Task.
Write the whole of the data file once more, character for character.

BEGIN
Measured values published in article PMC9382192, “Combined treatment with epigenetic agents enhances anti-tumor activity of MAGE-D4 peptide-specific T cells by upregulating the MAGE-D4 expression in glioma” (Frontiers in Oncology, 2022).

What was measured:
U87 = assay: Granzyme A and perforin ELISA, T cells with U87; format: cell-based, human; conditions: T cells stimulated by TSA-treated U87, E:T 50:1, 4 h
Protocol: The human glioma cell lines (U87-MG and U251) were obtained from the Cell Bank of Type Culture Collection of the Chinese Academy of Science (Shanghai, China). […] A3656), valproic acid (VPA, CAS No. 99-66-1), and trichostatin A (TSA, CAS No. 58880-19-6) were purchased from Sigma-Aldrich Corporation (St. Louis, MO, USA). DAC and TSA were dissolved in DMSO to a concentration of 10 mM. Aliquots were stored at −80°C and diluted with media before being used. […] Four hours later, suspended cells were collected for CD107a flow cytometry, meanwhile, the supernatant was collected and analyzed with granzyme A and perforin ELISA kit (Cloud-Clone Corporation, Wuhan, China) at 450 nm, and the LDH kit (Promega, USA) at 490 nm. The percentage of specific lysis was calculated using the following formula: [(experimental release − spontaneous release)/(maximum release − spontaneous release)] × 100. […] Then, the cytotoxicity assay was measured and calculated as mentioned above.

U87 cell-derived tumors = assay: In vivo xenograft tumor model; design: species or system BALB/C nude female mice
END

Measured values published in article PMC9382192, “Combined treatment with epigenetic agents enhances anti-tumor activity of MAGE-D4 peptide-specific T cells by upregulating the MAGE-D4 expression in glioma” (Frontiers in Oncology, 2022).

What was measured:
U87 = assay: Granzyme A and perforin ELISA, T cells with U87; format: cell-based, human; conditions: T cells stimulated by TSA-treated U87, E:T 50:1, 4 h
Protocol: The human glioma cell lines (U87-MG and U251) were obtained from the Cell Bank of Type Culture Collection of the Chinese Academy of Science (Shanghai, China). […] A3656), valproic acid (VPA, CAS No. 99-66-1), and trichostatin A (TSA, CAS No. 58880-19-6) were purchased from Sigma-Aldrich Corporation (St. Louis, MO, USA). DAC and TSA were dissolved in DMSO to a concentration of 10 mM. Aliquots were stored at −80°C and diluted with media before being used. […] Four hours later, suspended cells were collected for CD107a flow cytometry, meanwhile, the supernatant was collected and analyzed with granzyme A and perforin ELISA kit (Cloud-Clone Corporation, Wuhan, China) at 450 nm, and the LDH kit (Promega, USA) at 490 nm. The percentage of specific lysis was calculated using the following formula: [(experimental release − spontaneous release)/(maximum release − spontaneous release)] × 100. […] Then, the cytotoxicity assay was measured and calculated as mentioned above.

U87 cell-derived tumors = assay: In vivo xenograft tumor model; design: species or system BALB/C nude female mice